The Art of Saying No & Scripts to Get It Done

Reality check- what we say yes and no to shapes our lives.

Most of us don’t say no often enough and we end up taking on way too much. We allow scope creep because we don’t say no. We get frustrated and cranky because we don’t say no. We burn out because we don’t say no. Saying no can feel awkward, and downright terrifying. For most of us, it seems impossible and laughable to think of saying no. But sometimes (a lot of times), it’s actually required.

We Don’t Say No Because

  • We are afraid that it would be career suicide.
  • It makes us feel like failures.
  • We struggle to put ourselves first.
  • It feels selfish.
  • We don’t know how the other person will react.
  • We fear not being liked.
  • We have forgotten what we want to say yes to.

Why Is Saying No Important?

Because when you say yes and you really mean no you end up overwhelmed, less productive, unfocused.

Because when you don’t say no and wish you had, you end up feeling bad and guilty and waste energy and time beating yourself up.

Because no creates the space so you can say yes to what you really want to. There are only so many hours in a day, and so many days in a lifetime. Your power lies in your choices. In all of them. Don’t let your yes’ – the things that call you, fuel you, and propel you- live on the margins of your life. Let your yes be the core of your life and your work.

Because what you put your attention on grows. If you focus the majority of your attention on the things you would prefer not to be doing, guess what you are sowing in your life? A bounty full of what you don’t want.

Because boundaries are good and necessary. They help keep out what doesn’t serve you and they allow you the space to focus on your work and deliver it effectively and efficiently.

Signs It’s Time to Start Saying No (and Creating Space for Yes)

  • It feels heavy in your stomach, or tight in your throat, or it feels hard to breathe.
  • It feels like all your energy is draining out of you.
  • You find yourself lying or avoiding or making excuses.
  • You find yourself swearing, venting and complaining on a consistent basis.
  • You say things like ‘ I wish there were more hours in the day’, ‘ I don’t know how I can get this all done’, “ I hate this work’.
  • You forget what daylight looks like.
  • The people you care about most are beginning to forget what you look like.
  • You really wish you didn’t have to say no to other things. Again.
  • You aren’t excited by the request and it feels like a ‘should’.
  • You have become a cranky martyr


Sometimes you aren’t even asked. Sometimes it’s an email and it’s a directive. Sometimes it’s a conversation.

You might find yourself assigned more work, sans discussion. De facto. Just an inbox directive to deliver. Colleagues might have dropped a mountain of files on your desk for you.

Or maybe you said yes and now you regret it. You are in over your head and need to re-prioritize.

Every situation will vary, but saying no can be rooted in choice and delivered with respect, dignity and grace. Here is a script that can help you frame your response. 

1.   Acknowledge the request

  • I know this (project/meeting/assignment) is (important/critical/high priority) to (you/the team/client).
  • I appreciate the confidence you have in my (abilities/skills).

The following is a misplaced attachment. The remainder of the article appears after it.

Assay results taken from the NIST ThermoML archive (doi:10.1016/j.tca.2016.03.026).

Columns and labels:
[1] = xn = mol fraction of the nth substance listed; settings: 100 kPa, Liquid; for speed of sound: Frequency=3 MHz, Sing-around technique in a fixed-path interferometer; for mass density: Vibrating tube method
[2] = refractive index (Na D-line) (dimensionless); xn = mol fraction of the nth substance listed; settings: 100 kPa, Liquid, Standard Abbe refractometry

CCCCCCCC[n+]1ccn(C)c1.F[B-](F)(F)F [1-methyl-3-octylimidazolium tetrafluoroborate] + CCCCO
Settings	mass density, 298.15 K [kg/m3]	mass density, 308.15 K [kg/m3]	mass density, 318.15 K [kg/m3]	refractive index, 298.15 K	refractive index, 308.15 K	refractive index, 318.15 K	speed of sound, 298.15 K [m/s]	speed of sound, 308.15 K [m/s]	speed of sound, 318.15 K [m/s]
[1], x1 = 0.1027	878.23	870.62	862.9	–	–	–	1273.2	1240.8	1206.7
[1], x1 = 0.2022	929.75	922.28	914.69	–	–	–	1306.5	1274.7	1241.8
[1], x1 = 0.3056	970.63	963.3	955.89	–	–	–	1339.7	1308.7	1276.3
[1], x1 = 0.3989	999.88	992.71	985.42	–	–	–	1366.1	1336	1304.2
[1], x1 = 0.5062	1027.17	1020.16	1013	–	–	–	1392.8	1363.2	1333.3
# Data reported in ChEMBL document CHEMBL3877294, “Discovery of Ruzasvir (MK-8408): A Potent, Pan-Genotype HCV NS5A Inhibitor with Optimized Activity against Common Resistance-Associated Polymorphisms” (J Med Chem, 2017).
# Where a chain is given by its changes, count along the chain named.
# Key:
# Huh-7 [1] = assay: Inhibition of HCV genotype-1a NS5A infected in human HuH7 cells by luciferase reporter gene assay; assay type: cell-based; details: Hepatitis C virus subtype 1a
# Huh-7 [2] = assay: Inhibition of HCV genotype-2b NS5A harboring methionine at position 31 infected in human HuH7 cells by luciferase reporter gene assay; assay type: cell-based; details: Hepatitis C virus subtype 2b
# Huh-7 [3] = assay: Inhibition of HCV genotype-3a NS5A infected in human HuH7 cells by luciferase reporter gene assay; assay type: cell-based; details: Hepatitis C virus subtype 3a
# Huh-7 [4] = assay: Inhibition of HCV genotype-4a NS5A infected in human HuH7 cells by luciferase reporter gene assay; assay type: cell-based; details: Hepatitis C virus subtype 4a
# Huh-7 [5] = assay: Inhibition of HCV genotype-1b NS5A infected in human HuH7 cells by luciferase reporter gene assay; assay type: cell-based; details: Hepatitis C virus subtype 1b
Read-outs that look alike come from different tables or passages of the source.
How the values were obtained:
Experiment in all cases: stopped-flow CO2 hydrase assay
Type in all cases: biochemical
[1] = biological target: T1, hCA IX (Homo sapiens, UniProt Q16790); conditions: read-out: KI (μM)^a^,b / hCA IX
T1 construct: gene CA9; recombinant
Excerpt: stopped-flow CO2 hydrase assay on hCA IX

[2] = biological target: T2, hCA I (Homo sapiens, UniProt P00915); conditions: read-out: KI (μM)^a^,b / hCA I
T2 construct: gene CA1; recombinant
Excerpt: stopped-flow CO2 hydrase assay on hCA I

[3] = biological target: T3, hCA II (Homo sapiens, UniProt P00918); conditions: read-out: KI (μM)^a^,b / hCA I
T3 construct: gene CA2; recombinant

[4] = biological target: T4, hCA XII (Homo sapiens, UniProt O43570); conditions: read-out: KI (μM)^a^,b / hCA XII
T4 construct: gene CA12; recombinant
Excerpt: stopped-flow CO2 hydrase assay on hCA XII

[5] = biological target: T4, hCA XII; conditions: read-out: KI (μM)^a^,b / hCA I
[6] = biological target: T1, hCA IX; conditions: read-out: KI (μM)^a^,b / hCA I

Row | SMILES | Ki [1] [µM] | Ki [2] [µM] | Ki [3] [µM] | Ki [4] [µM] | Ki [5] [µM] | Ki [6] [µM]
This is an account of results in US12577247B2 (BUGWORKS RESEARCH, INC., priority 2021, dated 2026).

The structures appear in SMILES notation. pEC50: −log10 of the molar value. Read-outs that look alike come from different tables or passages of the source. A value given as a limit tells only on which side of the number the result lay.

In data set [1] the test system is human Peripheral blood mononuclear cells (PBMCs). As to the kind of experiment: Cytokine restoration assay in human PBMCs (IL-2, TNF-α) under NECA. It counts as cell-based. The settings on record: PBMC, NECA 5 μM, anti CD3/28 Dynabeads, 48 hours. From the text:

• Thanks for thinking of me for this project. Your confidence in my skills is (appreciated/means a lot/a good ego boost).

 2. Acknowledge what you are feeling

  • I am able to deliver my best work when (I focus on one task at a time/ I have sufficient time/I have time to replenish).
  • I am feeling (overwhelmed/over extended/at max capacity/ I don’t have enough hours in the day).
  • I hate to admit it but I can’t meet the expectations on this.

 3. Give context

  • Right now, I am focused on delivering (A, B, C). It’s currently manageable, and I need to keep it that way.
  • I have a few deadlines on the horizon and I need to ensure I meet those.
  • I made a commitment to (myself/myfamily/mycommunity/an organization) to (show up/deliver/ participate in). Taking this on wouldn’t allow me to fulfill that commitment.

4. Provide alternatives

  • Have you thought about (Jane/Joe) for this? I am not sure of their availability but s/he has some great skills to bring to this project.

5. Offer to meet in the middle

*  Only do this if saying no is in fact not an option. You can say yes to what is required while setting clear and supportive boundaries for yourself.

  • Here is what I can do. I am able to deliver what you need by (insert timeframe that is reasonable for you).
  • If this is the highest priority, and I am the only one who can do this, then I’d appreciate it if you could help me prioritize my other responsibilities. If you can help me (delegate my other projects or postpone A,B,C) then I can focus on this and get it to you by (insert timeframe that is reasonable for you).

6. Sometimes you learn that there is no middle and a hard No is required

Here are ways to say no, firmly and kindly:

  • I am not able to do this.
  • I can’t commit to this.
  • I have to say no.
  • I want to be the best team player possible, which makes it really hard to say no. But I have to say no.


* Excerpt from Be Awesome At Work– A Guide to Saying No, Asking For What You Need & Giving Constructive Feedback. 

2 thoughts on “The Art of Saying No & Scripts to Get It Done

  1. Joseph

    Your article has brought so much relief to me. I have on many occasions taken up task and project that have burned me out . On these occasions I have felt saying no represents weakness. Nice piece on how to professional say no! Thanks so much

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